The plot is an excuse for the music, and that would be OK if there were actually a plot; instead it's a collection of improbable circumstances. Things happen for 200 pages and then a thin, thin plot-let shimmers across the few remaining pages then things stop. I have two questions: if one famously rich and powerful branch of the Roman Church had the trunks for centuries and an even more powerful branch is backing this undertaking, why on earth do they need the farce of hiring a musicologist with 5 languages?
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35 of 35 people found the following review helpful By IRG VINE VOICE on September 18, 2012
Format: Hardcover Vine Customer Review of Free Product ( What's this? )
As someone who loves (and knows more than a bit about) Baroque opera and who had thoroughly enjoyed all of Donna Leon's wonderful Inspector Brunetti books set in Venice, I was primed to read this new Leon tome. No, I wasn't expecting a Brunetti character equivalent in the world of musicology. But I was expecting the character enchantment and engagement that I had from the first pages of the very first Brunetti book.

Fifty pages in and I was asking myself how it was possible that this book was written by the same Leon who wrote the Brunetti books. The sentence structure, the style, the use of Italian phrasing (that required me to stop and look up the meaning as Leon provided none nor a context), the heavy-handedness with the research aspects of the storyline...the lack of interesting characters, particularly the main one, Caterina. I simply could not believe that this was written by the same writer who created and grew Brunetti. The same author who brought both ancient and contemporary Venice to life and explored a whole range of topics within the Brunetti series. And who made us feel as if we personally knew both Brunetti's work and real families. Vivid, interesting and never boring characters. (If you've read the Brunetti books, you know how well Leon handles the whole exploration of literature in them whether it's a discussion with Paola, Brunetti's literature professor wife, or Brunetti's own musings on various books. This is a marked contrast to how the music history bits are handled in this book. Night and day of difference and not in a good way.)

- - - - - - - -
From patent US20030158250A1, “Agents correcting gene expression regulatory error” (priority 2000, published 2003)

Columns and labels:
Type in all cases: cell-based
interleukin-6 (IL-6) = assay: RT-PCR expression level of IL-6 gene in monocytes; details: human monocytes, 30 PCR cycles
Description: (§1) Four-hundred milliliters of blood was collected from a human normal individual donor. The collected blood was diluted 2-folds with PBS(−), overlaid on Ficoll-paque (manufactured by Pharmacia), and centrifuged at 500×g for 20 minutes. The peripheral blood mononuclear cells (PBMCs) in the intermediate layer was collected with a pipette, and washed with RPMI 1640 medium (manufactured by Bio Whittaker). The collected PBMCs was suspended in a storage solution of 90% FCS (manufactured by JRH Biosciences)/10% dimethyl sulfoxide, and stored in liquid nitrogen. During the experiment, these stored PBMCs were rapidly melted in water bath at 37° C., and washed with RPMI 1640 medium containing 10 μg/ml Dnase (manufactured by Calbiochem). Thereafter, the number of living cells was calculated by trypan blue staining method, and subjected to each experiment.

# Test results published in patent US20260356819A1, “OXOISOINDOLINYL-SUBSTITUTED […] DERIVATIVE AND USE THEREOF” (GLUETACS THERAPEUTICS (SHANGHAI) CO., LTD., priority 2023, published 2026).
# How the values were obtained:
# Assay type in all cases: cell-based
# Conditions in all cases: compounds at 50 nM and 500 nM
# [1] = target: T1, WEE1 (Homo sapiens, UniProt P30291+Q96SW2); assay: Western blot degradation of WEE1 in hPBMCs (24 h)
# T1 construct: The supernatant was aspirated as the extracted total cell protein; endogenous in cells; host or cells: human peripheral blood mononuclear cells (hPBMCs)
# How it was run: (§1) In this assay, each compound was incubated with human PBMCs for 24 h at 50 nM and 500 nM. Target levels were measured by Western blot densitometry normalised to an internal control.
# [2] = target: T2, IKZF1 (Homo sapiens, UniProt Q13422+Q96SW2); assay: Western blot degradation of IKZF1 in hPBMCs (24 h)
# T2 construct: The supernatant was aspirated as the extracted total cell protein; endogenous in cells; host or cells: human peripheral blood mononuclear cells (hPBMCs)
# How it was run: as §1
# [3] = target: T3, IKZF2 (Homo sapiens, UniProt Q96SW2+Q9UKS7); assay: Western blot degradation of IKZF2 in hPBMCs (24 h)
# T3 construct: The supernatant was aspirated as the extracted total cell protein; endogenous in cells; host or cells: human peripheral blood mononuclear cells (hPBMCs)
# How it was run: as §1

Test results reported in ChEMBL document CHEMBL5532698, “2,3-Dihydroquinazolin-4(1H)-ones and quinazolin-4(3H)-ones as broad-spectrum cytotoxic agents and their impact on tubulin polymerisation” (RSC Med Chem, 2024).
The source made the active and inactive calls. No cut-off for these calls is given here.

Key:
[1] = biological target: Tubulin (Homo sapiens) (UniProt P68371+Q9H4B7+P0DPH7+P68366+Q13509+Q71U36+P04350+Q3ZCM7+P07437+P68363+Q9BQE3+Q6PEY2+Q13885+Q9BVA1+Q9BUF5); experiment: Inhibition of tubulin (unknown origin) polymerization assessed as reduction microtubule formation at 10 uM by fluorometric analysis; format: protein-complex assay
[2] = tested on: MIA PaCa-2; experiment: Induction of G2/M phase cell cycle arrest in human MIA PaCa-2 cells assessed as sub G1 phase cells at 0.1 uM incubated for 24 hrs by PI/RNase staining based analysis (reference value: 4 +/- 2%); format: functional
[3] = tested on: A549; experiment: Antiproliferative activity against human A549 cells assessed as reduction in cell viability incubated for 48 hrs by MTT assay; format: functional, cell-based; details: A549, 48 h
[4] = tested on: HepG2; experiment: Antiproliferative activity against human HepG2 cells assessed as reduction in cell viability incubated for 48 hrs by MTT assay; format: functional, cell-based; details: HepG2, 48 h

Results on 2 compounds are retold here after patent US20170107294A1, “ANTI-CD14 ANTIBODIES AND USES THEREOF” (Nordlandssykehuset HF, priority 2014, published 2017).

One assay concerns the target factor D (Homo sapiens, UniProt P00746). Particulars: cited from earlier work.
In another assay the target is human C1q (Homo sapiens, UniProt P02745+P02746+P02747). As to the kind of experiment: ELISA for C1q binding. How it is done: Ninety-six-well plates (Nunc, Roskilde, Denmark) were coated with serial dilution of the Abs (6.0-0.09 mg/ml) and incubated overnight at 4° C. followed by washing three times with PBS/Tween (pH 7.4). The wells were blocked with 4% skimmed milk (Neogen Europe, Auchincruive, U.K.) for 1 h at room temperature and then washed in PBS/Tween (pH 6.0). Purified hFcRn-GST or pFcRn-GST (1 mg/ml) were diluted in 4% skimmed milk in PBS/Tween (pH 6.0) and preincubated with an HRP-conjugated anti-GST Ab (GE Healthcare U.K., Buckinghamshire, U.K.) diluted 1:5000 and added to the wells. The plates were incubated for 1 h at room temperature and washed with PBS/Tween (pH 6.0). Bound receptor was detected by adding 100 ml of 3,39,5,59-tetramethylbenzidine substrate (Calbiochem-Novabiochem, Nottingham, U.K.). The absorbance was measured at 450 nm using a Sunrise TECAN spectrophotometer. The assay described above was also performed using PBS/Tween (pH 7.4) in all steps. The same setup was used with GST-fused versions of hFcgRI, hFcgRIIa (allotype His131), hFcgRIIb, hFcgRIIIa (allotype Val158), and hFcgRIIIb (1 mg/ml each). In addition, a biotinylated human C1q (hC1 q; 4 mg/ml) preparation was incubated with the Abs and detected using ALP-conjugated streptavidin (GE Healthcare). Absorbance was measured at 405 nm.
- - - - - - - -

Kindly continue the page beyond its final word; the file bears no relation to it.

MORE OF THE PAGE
The theme of Baroque opera--including its history--could have been explored with a lot more intrigue especially in the hands of someone like Leon.
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79 of 89 people found the following review helpful By takingadayoff TOP 500 REVIEWERVINE VOICE on August 20, 2012
Format: Hardcover Vine Customer Review of Free Product ( What's this? )
It's exciting to see that Donna Leon's latest mystery is a stand-alone, not one of her Commissario Brunetti mysteries.

In The Jewels of Paradise, the protagonist, Caterina, is a music professor in her thirties, in a dead end job teaching first year music theory at a conservatory in Manchester. When she's offered a temporary position in her hometown of Venice, she doesn't ask questions, she just jumps at the opportunity.

Everything about the new job is a little off. The institute she will be working at doesn't seem to have any purpose and the lawyer who represents her clients is a little too smooth, even for a lawyer. Her assignment doesn't seem entirely plausible - examine the papers in two 300-year-old trunks for clues as to which of the two claimants should get the contents.

The papers belonged to a composer and priest of the early 18th century. The parallel mysteries of how this little-known composer came to write such beautiful music and why the clients think the contents of the trunks might be valuable take place over a few days. There is little physical action in the story, but the dual mysteries play out with a pleasant drip-drip of clues and an undertone of tension and menace.

I got caught up in the story right away and was hooked right up to the end. Even though my limited opera knowledge comes entirely from Bugs Bunny cartoons, and the composer in question wrote operas, Leon made it all perfectly clear. And yet I think the mystery itself lacked the sophistication of the Brunetti stories, in which Leon usually highlights a social issue in addition to a murder and the ending is rarely neat and tidy. The mystery of the Jewels of Paradise was less complex and had what seemed an almost Nancy Drew-ish solution.